How teams work
How teams work

Start this free course now. Just create an account and sign in. Enrol and complete the course for a free statement of participation or digital badge if available.

Free course

How teams work

1.2 Operational teams

An operational team is formed to undertake some ongoing activities that are required for the provision of goods or services. For example, the counter service and telephone services operated by a bank are provided by operational teams that are supplying a service to the public, whereas an accounting department within a larger organisation is supplying a service to other parts of the organisation. The purpose of the operational team is usually specified in terms of the level of service or the quality of the goods supplied.

Operational teams usually have well-defined roles and responsibilities. While the idea of team roles is typically applied to project teams, an operational team also needs a variety of types of people to support the processes and progress of the team.

An operational team can be a virtual team. However, it is less common for an operational team to be fully virtual than some other types of team. It is more likely that some, if not all, operational team members will be collocated. If the team does operate from more than one location it will be split into sub-teams, each of which will be collocated. The needs of a virtual operational team are very similar to the needs of a virtual project team; in particular, they need some shared workspace that may be wholly or partly virtual.

In some circumstances, operational teams can work as project teams. For example, an accounts department provides an ongoing service to other parts of the organisation. When the organisation needs to produce end-of-year accounts this can be approached as a project. A schedule may be devised, with interim milestones building towards the goal of producing a set of accounts that are complete, accurate and on time.


The following list of tasks could be undertaken by an operational team or some form of project team. What form of organisation would be most appropriate for managing them? Briefly state the reason(s) for your choices.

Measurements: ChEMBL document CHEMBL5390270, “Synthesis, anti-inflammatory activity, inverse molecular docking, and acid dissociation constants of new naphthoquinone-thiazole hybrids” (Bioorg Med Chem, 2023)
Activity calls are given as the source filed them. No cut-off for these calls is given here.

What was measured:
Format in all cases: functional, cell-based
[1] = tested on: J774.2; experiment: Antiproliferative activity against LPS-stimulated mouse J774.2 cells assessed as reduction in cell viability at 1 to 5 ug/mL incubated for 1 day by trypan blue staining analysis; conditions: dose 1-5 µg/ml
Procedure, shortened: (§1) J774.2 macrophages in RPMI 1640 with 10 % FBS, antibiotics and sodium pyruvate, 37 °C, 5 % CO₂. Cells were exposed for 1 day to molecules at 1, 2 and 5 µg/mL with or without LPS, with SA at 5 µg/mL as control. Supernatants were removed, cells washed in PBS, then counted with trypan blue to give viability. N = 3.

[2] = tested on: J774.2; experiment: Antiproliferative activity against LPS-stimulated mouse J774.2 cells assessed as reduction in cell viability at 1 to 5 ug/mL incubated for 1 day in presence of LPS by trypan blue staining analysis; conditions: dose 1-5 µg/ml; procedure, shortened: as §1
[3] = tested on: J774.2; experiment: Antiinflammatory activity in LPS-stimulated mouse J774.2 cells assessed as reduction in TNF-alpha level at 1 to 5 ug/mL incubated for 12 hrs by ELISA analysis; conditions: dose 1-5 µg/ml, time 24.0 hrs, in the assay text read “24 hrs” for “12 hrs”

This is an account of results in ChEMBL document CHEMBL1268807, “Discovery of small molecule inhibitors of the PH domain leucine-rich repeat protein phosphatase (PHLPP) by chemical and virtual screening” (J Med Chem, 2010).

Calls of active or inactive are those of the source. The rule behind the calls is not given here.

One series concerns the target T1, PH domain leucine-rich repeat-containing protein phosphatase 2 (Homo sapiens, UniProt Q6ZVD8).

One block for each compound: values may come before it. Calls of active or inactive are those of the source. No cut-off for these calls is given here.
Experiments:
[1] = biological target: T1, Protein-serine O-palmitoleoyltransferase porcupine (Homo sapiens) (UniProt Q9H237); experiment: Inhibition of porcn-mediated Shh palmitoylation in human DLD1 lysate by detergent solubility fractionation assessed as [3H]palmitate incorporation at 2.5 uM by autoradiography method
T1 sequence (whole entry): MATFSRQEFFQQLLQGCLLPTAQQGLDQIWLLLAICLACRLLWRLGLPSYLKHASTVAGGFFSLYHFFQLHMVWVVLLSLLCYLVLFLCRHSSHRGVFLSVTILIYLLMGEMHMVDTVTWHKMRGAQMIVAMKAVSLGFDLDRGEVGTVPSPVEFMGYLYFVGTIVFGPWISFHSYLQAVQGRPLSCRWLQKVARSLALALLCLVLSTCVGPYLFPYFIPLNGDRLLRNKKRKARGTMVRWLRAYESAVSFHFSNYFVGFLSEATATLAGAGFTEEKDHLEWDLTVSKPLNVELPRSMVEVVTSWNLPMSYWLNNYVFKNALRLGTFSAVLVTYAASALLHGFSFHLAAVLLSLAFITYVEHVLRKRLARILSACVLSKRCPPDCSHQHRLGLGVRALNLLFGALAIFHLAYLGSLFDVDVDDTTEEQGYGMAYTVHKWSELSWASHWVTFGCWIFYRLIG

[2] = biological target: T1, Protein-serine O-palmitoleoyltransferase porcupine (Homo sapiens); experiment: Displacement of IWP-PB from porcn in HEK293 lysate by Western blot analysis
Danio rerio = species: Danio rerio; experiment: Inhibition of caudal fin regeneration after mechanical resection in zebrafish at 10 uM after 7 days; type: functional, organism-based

• a.Processing applications for entry to a professional society.
  • b.Devising an information security policy for an organisation.
  • c.Designing and developing a new production line in a manufacturing company.
  • d.Installing a new production line in an engineering firm.
  • e.Improving the methods of research and development of a car manufacturer.
  • f.Developing software for patient admissions in a hospital.
  • g.Introducing an automated warehousing system at all the depots of a supermarket chain.


  • a.This involves a set of routine tasks that the organisation must be equipped to perform; hence it would be carried out by an operational team.
  • b.This is likely to involve a project team structure. Inputs to formulating the strategy would be needed from various areas, plus professional and technical inputs.
  • c.Inputs from various different specialists at different stages would be needed, suggesting that a matrix project structure is most likely.
  • d.Installing production lines is likely to happen quite often in this industry, but the work is likely to be the responsibility of one department: engineering. This suggests using the existing functional organisation, so this is likely to require a functional project team.
  • e.This could be the responsibility of either a functional or a matrix project team. Making incremental improvements would be the responsibility of the various line managers for the different functions involved. However, if new systems or radical change (e.g. process improvements or changes or business process re-engineering) were involved, a project structure would be needed – probably of a matrix type because of the various different professional interests (such as academic, legal and regulatory, formulation and analysis).
  • f.This is likely to be the responsibility of a functional team, possibly with baton passing, or with a project manager or coordinator if it is part of a wider project. The question did not mention a new system, so the straightforward computerisation of an existing system with known requirements is implied – hence the choice of a functional approach.
  • g.The supermarket is unlikely to have the necessary expertise in warehouse automation (i.e. using robots for simple, repetitive tasks). The design and implementation of the automated warehousing system will require specialist resources and hence a contract team is most likely.

Take your learning further

Making the decision to study can be a big step, which is why you'll want a trusted University. The Open University has 50 years’ experience delivering flexible learning and 170,000 students are studying with us right now. Take a look at all Open University courses.

If you are new to University-level study, we offer two introductory routes to our qualifications. You could either choose to start with an Access module, or a module which allows you to count your previous learning towards an Open University qualification. Read our guide on Where to take your learning next for more information.

Not ready for formal University study? Then browse over 1000 free courses on OpenLearn and sign up to our newsletter to hear about new free courses as they are released.

Every year, thousands of students decide to study with The Open University. With over 120 qualifications, we’ve got the right course for you.

Request an Open University prospectus371